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Posts for: April, 2016

By John Sartorio, D.M.D.
April 25, 2016
Category: Dental Procedures
Tags: dental implants  
ATeamApproachtoImplantsHelpsEnsureaSatisfyingNewSmile

Dental implants are among the most popular tooth replacements with their high success rate, durability and life-like beauty. But obtaining them is a process that requires commitment, planning, and coordination — it takes a team.

Your general dentist is often the first team member you’ll encounter: because they’re most familiar with your mouth’s condition the implant discussion naturally begins here. They can help you determine if you’re a good candidate for implants, such as if you have sufficient bone mass at the intended site or if you have dental disease that must be treated first. They’ll also continue monitoring your general dental health throughout the process.

Your general dentist may also have the special training for surgically placing implants. If not, he or she may refer you to your next team member: an oral surgeon or periodontist skilled in implantation procedures. This step first requires careful planning, including developing a surgical guide for precise placement of the implant. These specialists may also contribute to other aspects of the implant process such as tooth extraction or bone grafting.

A few weeks after surgery bone will have grown and adhered to the implant to form a solid bond. It’s time for you to go back to your dentist who will work in conjunction with another member of your team, a dental lab technician. Together, your dentist and laboratory technician will guide the development, manufacture and placement of the implant’s life-like porcelain crown. The technician will take their specifications from the surgeon and your general dentist and, with his or her skill and artistry, form a crown that will blend well in color and shape with the rest of your teeth.

We also can’t forget another important team member: you. Without your input, especially in the early planning stages, your expectations for a more attractive smile might not be met. The rest of your implant team depends on you communicating your desires and wishes to balance with the technical requirements they must achieve.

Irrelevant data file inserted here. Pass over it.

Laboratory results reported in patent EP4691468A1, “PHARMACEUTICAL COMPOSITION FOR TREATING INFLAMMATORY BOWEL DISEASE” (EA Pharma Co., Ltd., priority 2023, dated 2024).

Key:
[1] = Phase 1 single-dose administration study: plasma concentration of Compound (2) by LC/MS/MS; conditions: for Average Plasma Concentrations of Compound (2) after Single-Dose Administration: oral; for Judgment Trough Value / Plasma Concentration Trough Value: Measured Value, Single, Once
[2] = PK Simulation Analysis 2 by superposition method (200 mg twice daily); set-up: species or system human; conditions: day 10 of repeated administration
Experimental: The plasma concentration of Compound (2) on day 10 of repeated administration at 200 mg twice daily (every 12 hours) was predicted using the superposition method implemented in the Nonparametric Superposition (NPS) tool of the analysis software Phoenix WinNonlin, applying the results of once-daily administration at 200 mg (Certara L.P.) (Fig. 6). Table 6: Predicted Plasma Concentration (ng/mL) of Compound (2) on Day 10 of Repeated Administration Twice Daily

The process for dental implants can take months. But with the coordinated efforts of your implant team you’ll be able to enjoy results — renewed function and a more attractive smile — that could last for decades.

If you would like more information on dental implants, please contact us or schedule an appointment for a consultation. You can also learn more about this topic by reading the Dear Doctor magazine article “Dental Implants.”


By John Sartorio, D.M.D.
April 17, 2016
Category: Oral Health
NancyODellonMakingOralHygieneFunforKids

When Entertainment Tonight host Nancy O’Dell set out to teach her young daughter Ashby how to brush her teeth, she knew the surest path to success would be to make it fun for the toddler.

“The best thing with kids is you have to make everything a game,” Nancy recently said in an interview with Dear Doctor TV. She bought Ashby a timer in the shape of a tooth that ticks for two minutes — the recommended amount of time that should be spent on brushing — and the little girl loved it. “She thought that was super fun, that she would turn the timer on and she would brush her teeth for that long,” Nancy said.

Ashby was also treated to a shopping trip for oral-hygiene supplies with Mom. “She got to go with me and choose the toothpaste that she wanted,” Nancy recalled. “They had some SpongeBob toothpaste that she really liked, so we made it into a fun activity.”